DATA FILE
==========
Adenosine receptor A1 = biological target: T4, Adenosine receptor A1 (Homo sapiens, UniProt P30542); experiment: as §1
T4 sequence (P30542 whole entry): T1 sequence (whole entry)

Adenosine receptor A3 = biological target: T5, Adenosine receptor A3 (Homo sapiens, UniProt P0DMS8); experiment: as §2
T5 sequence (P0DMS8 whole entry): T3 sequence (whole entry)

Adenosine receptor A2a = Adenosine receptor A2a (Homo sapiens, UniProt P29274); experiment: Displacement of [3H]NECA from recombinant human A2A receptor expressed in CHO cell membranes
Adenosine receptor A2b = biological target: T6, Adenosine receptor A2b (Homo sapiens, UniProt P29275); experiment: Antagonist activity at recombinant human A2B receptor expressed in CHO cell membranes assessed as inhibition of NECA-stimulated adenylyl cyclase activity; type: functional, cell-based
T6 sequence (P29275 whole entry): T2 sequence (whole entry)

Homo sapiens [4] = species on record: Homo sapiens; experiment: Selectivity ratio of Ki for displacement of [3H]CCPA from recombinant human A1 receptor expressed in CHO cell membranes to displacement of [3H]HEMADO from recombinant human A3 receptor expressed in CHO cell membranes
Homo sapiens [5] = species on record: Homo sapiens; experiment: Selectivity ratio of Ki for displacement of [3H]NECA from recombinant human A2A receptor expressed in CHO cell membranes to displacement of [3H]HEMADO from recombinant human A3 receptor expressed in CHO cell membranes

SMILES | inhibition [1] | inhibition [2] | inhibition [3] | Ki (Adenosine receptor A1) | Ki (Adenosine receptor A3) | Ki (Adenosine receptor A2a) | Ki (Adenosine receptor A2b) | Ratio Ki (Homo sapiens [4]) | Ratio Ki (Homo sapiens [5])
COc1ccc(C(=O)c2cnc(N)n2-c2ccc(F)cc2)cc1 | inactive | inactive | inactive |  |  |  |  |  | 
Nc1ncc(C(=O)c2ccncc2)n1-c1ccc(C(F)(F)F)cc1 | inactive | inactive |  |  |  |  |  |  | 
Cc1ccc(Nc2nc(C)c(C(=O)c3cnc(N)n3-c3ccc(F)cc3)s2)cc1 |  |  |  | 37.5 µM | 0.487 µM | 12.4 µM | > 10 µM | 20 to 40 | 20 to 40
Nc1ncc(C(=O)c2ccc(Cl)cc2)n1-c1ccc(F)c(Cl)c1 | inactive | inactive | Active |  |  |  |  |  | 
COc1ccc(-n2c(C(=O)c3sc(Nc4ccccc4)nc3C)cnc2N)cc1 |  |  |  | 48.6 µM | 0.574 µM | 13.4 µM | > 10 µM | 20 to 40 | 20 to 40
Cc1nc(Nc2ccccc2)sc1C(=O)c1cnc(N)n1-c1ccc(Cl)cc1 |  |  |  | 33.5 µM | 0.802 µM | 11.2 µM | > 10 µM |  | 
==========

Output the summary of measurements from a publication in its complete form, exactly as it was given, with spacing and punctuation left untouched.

Adenosine receptor A1 = biological target: T4, Adenosine receptor A1 (Homo sapiens, UniProt P30542); experiment: as §1
T4 sequence (P30542 whole entry): T1 sequence (whole entry)

Adenosine receptor A3 = biological target: T5, Adenosine receptor A3 (Homo sapiens, UniProt P0DMS8); experiment: as §2
T5 sequence (P0DMS8 whole entry): T3 sequence (whole entry)

Adenosine receptor A2a = Adenosine receptor A2a (Homo sapiens, UniProt P29274); experiment: Displacement of [3H]NECA from recombinant human A2A receptor expressed in CHO cell membranes
Adenosine receptor A2b = biological target: T6, Adenosine receptor A2b (Homo sapiens, UniProt P29275); experiment: Antagonist activity at recombinant human A2B receptor expressed in CHO cell membranes assessed as inhibition of NECA-stimulated adenylyl cyclase activity; type: functional, cell-based
T6 sequence (P29275 whole entry): T2 sequence (whole entry)

Homo sapiens [4] = species on record: Homo sapiens; experiment: Selectivity ratio of Ki for displacement of [3H]CCPA from recombinant human A1 receptor expressed in CHO cell membranes to displacement of [3H]HEMADO from recombinant human A3 receptor expressed in CHO cell membranes
Homo sapiens [5] = species on record: Homo sapiens; experiment: Selectivity ratio of Ki for displacement of [3H]NECA from recombinant human A2A receptor expressed in CHO cell membranes to displacement of [3H]HEMADO from recombinant human A3 receptor expressed in CHO cell membranes

SMILES | inhibition [1] | inhibition [2] | inhibition [3] | Ki (Adenosine receptor A1) | Ki (Adenosine receptor A3) | Ki (Adenosine receptor A2a) | Ki (Adenosine receptor A2b) | Ratio Ki (Homo sapiens [4]) | Ratio Ki (Homo sapiens [5])
COc1ccc(C(=O)c2cnc(N)n2-c2ccc(F)cc2)cc1 | inactive | inactive | inactive |  |  |  |  |  | 
Nc1ncc(C(=O)c2ccncc2)n1-c1ccc(C(F)(F)F)cc1 | inactive | inactive |  |  |  |  |  |  | 
Cc1ccc(Nc2nc(C)c(C(=O)c3cnc(N)n3-c3ccc(F)cc3)s2)cc1 |  |  |  | 37.5 µM | 0.487 µM | 12.4 µM | > 10 µM | 20 to 40 | 20 to 40
Nc1ncc(C(=O)c2ccc(Cl)cc2)n1-c1ccc(F)c(Cl)c1 | inactive | inactive | Active |  |  |  |  |  | 
COc1ccc(-n2c(C(=O)c3sc(Nc4ccccc4)nc3C)cnc2N)cc1 |  |  |  | 48.6 µM | 0.574 µM | 13.4 µM | > 10 µM | 20 to 40 | 20 to 40
Cc1nc(Nc2ccccc2)sc1C(=O)c1cnc(N)n1-c1ccc(Cl)cc1 |  |  |  | 33.5 µM | 0.802 µM | 11.2 µM | > 10 µM |  | 